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Recognition is a term borrowed from Hegel, connoting the idea that human beings in society desire to be recognized as having worth by other members of the society.

Thus, if we are a society in which "universal recognition" does not exist, it is because some people are stigmatized and/or disenfranchised. Hegel and Marx both believed they had ways to eradicate the old hierarchies of disenfranchisement.


I don't think there needs to be universality. Hegel only meant that just as I am a conscious person so are others. And since Nietzsche died before Marx was born he could not have read him. And I don't think Nietzsche ever mentioned Hegel. So not sure what your quote from Fukayama is supposed to be about.
 

Ouroboros

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I don't think there needs to be universality. Hegel only meant that just as I am a conscious person so are others. And since Nietzsche died before Marx was born he could not have read him. And I don't think Nietzsche ever mentioned Hegel. So not sure what your quote from Fukayama is supposed to be about.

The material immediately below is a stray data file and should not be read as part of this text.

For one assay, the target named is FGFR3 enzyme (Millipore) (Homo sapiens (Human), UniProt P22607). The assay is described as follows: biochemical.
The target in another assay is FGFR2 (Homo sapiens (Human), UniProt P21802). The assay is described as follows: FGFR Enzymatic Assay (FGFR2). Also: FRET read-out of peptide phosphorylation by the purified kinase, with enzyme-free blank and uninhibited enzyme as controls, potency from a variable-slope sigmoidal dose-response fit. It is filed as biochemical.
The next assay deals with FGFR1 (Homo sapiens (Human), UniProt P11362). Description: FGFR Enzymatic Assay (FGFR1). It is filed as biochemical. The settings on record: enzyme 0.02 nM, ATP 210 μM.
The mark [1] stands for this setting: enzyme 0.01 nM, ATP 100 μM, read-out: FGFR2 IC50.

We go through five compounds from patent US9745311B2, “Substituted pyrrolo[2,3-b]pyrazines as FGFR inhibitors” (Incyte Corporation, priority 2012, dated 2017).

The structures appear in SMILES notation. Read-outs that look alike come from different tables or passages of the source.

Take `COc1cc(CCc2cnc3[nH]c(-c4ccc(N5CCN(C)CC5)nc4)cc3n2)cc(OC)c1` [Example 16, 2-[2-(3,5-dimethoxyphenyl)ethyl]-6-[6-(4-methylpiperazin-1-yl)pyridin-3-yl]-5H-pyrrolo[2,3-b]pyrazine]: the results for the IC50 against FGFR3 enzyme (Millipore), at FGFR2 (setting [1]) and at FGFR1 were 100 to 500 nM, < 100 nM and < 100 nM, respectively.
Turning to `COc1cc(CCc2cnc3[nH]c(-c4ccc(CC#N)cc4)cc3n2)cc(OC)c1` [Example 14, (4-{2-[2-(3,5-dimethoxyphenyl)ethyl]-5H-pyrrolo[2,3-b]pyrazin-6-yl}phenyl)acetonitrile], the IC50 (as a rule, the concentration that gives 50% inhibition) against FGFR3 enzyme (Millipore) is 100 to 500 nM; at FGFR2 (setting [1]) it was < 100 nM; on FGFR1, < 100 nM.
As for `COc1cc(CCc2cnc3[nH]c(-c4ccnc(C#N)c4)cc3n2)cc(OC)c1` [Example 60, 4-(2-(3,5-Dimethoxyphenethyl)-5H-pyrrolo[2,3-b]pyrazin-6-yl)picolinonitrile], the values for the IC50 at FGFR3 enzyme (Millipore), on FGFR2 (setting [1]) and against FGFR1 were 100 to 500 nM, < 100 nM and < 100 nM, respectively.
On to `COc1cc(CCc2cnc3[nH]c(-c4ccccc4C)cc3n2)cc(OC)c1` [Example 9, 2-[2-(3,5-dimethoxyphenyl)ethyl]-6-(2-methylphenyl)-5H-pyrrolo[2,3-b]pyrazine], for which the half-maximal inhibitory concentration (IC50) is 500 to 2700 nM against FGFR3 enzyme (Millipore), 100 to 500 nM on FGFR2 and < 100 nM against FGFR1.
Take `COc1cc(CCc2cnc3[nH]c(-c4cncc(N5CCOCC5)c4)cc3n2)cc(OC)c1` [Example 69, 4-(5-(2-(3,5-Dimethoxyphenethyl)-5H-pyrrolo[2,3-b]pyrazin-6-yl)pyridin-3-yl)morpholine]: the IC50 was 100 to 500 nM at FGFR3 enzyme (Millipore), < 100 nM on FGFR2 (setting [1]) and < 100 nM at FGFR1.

I gather you're going by memory, because even a quick check of Wikipedia can verify that Marx was born in 1814 and Nietzsche in 1844.

I can't say how thoroughly FN read Hegel and Marx, but both were very popular in European intellectual circles, so FN could and did talk about what he considered the flaws in their systems. He believed that simply having across-the-board respect/recognition wouldn't change anything, one had to be attuned to the quality of recognition.